“We’ve gone through this and gone through this,” he said regarding efforts to approve funding for the new facility. “People are ready for it to be built.”
Hall noted there are two ways for the wheel tax hike to become law. One is for county commission to approve the resolution calling for the increase by a two-thirds vote, or 17 members, in two separate readings. The other is to hold a referendum to allow citizens to vote on the matter.
Hall noted, however, it would “cost $100,000” to hold a referendum. “Why spend that?” he asked, when commission has the legal authority to approve the measure.
“I’m tired of it,” he added, noting this will be third time he has submitted the resolution.
“It’s ridiculous. We have a responsibility to build it. We should do it.”
As to how responsive the commission will be, Hall replied, “who knows? I think it’s a commissioner’s own personal feelings. If you’re for building (a new) Lebanon High School, you’ll vote for it.”
Hall said commissioners may say the measure should be brought before the Budget Committee first, but “it’s not like it’s a new thing. We’ve talked and talked the last two years. All we’ve done is talk.”
He said he believes more people are in favor of constructing a new high school than are against it and that a wheel tax will cover more people overall as opposed to a property tax or impact fee increase. “I’m trying to use common sense.”
Wilson County Schools Assistant Director Mickey Hall said he thought the proposal would be on the budget panel’s agenda first, but if Commissioner Hall has decided to present it to the full commission it seems like a good idea to him.
“We needed funding guidance from the full commission any way,” the assistant director said. “Once they decide what they approve, the school system will need to get the word out to the public. We’ll need support from the entire county.”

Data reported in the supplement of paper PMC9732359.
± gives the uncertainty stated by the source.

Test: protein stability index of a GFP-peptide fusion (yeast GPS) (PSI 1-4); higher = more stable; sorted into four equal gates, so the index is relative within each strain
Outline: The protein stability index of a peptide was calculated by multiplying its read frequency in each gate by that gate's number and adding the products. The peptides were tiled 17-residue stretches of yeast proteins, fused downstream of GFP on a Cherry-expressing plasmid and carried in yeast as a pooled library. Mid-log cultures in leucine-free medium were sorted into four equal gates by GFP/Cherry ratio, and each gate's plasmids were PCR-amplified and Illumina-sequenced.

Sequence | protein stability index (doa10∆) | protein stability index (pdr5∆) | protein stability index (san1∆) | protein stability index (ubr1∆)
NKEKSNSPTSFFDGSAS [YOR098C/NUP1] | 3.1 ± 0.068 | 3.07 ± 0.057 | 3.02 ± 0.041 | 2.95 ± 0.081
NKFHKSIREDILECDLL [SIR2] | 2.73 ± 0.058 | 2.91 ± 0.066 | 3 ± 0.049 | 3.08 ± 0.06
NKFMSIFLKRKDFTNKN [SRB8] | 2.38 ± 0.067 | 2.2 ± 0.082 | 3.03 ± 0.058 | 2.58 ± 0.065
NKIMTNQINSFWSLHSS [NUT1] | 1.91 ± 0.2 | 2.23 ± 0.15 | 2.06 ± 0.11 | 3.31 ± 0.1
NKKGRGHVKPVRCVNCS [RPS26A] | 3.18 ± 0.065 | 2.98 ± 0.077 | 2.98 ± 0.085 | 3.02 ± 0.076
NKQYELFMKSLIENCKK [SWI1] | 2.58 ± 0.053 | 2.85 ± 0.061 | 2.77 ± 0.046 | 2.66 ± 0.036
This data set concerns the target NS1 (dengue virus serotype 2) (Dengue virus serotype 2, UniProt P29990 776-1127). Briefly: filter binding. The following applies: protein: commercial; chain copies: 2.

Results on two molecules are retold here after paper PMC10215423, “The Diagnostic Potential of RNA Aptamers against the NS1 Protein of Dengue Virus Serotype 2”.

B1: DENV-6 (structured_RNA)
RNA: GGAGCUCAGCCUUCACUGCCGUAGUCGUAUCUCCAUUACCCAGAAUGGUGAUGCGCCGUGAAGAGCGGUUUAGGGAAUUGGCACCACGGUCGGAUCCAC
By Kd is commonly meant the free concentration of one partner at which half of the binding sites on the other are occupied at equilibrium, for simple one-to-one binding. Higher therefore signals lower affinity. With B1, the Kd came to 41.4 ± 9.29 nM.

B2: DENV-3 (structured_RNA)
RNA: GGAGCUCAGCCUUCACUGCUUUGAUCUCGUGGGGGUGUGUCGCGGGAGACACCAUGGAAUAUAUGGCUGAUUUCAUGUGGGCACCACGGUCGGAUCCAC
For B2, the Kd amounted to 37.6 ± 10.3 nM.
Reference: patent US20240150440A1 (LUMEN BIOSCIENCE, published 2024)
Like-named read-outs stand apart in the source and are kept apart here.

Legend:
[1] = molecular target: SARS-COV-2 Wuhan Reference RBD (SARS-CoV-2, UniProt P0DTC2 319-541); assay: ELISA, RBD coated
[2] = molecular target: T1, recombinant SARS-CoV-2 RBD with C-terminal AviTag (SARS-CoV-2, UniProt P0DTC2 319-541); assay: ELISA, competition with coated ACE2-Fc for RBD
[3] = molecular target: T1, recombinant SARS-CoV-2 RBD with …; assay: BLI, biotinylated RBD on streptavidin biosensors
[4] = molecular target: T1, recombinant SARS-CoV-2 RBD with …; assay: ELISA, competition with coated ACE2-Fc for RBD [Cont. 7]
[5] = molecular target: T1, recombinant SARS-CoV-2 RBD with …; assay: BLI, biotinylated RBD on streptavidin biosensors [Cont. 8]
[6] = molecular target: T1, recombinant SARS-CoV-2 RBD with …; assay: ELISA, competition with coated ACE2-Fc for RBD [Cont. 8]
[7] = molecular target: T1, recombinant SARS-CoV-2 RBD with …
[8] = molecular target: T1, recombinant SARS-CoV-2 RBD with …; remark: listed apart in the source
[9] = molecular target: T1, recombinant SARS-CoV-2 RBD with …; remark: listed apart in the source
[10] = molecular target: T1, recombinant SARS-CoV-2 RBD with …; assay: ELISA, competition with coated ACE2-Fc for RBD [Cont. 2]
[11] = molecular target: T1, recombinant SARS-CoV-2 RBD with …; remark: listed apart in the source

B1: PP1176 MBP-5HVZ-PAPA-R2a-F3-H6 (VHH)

He added that he believed that everyone in the county is in agreement that LHS needed to be replaced, but some are concerned that an added wheel tax would be shifted to other things.
“If it is designated for debt service, it can’t be shifted to other things,” he said. “If we can help the public to understand that this will be used strictly to pay for the new high school, I think they will support it.”
The resolution said it is “… for the specific purpose of constructing and furnishing a new Lebanon High School,” and further down in the body of the measure said, “Be it therefore resolved, The Wilson County Board of Commissioners is hereby passing a resolution to levy a $37.50 wheel tax for the construction and furnishing of a new Lebanon High School.”
The assistant director also said that building a new LHS would help to alleviate the crowding at Southside, Carroll-Oakland and Tuckers Crossroads Elementary Schools since the old Lebanon High could be renovated and turned into a middle school for sixth through eighth graders from those schools.
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